[5] Posted by Hitchhiker's Guide on 12-29-2012 at 02:49 PM · [top]

It is logically impossible for the Protestant and the Roman views of justification to be reconciled - the Reformers proclaimed that, when we place our faith in Christ, we are graciously forgiven of our sin and acclaimed righteous by God on the basis of our representative, Jesus Christ: he has borne our sin, and we are (because through faith we are now IN him) regarded as having his righteousness, so that we are perfect before God.  In the Roman view, as we receive grace (largely through the sacraments), we grow and do more and more the things that Christ would do, until, at the end, we have become acceptable to God through our own righteousness - a process that usually takes not only this lifetime but also some time in Purgatory.
It is entirely possible for a person to use elaborate ceremonial based on Roman practices to hold to a Protestant view of justification, and for a person who claims to be a Protestant to hold a view of justification that is of “imparted righteousness” (Roman) rather than of “imputed righteousness (Protestant) - but that is a personal inconsistency, not a convergence.
As a Protestant, I am convinced that the Reformation view is much more biblical than that of the Roman Catholics.

[6] Posted by AnglicanXn on 12-30-2012 at 12:02 AM · [top]

The idea is that the three streams merge to form a river. There are three witnesses - the water, the blood and the Spirit and all agree. Of course if you think the first stream is the Roman Catholic Church and not found in Anglicanism, there this concept has to be rejected. You will not see the three streams by studying the Reformation but rather by studying the 20th century. More people today owe their spiritual roots to the Azusa Street Revival than to the entire Protestant Reformation. Check it out. And also check Anglicanism in the Global South. I submit what is theologically impossible is where the growth is.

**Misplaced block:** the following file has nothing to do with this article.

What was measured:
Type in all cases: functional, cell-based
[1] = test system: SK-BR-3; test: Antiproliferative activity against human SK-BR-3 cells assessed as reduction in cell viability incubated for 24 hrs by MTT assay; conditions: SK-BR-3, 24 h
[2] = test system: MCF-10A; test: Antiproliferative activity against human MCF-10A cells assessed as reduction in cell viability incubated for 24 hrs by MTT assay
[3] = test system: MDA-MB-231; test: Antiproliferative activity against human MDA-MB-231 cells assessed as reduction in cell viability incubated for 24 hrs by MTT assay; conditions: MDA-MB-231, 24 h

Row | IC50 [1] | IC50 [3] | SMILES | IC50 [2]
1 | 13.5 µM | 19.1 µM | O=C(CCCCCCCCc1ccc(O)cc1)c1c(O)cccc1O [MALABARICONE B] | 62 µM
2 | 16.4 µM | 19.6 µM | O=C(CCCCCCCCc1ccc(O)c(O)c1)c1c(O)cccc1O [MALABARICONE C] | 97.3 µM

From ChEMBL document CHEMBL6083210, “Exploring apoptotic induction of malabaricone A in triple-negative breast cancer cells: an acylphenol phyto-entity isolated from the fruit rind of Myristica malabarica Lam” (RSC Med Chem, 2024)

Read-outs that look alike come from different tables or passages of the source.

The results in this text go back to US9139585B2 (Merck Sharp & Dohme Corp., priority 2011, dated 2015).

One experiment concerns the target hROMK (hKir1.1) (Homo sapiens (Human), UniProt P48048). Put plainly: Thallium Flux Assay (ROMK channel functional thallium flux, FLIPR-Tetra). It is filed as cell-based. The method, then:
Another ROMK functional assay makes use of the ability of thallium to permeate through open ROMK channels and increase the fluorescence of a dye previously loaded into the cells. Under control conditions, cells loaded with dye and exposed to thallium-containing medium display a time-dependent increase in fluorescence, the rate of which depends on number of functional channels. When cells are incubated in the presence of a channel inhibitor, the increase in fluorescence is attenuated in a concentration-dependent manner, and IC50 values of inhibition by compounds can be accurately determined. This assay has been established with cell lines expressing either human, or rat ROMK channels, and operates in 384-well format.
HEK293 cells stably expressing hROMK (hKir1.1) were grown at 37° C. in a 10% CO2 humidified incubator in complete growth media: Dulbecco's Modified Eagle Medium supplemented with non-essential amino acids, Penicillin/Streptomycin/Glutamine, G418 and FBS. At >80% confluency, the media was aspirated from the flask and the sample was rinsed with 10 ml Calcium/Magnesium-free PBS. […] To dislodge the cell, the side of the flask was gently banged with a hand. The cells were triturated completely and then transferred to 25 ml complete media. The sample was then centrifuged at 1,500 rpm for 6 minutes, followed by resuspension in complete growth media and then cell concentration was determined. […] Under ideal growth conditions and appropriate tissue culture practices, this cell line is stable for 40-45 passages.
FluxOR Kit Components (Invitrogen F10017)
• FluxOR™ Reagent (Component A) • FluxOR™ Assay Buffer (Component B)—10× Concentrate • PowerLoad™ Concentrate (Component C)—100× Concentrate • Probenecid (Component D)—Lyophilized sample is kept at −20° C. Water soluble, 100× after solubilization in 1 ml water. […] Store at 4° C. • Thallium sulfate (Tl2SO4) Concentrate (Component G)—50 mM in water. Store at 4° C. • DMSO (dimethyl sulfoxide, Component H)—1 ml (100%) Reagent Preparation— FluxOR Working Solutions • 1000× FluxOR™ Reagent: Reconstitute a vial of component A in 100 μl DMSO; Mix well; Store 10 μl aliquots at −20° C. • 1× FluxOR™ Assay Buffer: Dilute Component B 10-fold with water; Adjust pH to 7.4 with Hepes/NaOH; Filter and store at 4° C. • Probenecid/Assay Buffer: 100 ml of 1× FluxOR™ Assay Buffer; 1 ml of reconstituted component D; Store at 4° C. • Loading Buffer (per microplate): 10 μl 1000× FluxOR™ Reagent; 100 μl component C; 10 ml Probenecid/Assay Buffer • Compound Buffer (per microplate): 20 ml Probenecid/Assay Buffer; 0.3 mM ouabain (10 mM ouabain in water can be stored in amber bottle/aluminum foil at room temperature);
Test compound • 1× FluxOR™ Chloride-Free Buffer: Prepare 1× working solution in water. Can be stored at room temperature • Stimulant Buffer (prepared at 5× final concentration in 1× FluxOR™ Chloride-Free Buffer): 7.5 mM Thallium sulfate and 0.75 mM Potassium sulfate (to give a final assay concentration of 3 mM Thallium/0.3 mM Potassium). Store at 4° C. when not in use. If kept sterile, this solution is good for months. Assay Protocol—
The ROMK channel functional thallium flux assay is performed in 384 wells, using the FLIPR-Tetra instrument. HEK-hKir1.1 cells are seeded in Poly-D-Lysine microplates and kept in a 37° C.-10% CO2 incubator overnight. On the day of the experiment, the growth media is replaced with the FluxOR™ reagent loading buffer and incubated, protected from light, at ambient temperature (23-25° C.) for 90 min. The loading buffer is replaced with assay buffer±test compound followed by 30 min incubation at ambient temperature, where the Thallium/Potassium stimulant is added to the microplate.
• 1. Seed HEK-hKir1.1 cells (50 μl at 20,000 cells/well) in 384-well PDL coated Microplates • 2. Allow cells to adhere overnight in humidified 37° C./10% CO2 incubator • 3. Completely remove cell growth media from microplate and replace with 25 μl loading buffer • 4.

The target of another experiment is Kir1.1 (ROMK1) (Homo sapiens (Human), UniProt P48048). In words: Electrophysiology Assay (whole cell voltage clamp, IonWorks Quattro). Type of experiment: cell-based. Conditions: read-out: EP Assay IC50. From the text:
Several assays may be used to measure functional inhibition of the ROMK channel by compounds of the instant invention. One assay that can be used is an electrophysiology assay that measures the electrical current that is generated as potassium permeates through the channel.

[7] Posted by Pb on 12-30-2012 at 06:23 AM · [top]

RE: “More people today owe their spiritual roots to the Azusa Street Revival than to the entire Protestant Reformation.”

Of course, no quantitative study has been performed on this assertion, and I disagree.  I assert quite the opposite, in fact.

[8] Posted by Sarah on 12-30-2012 at 07:44 AM · [top]

“More people today owe their spiritual roots to the Azusa Street Revival than to the entire Protestant Reformation.”
While taking a comparative head count would not be possible (and comparing great movements taking place in two different eras on two different continents is sort of like accurately comparing the talents of baseball players in the deadball era to the moderns - i.e., ultimately, it can’t be done), I must say that something resonated within me when I read this comment.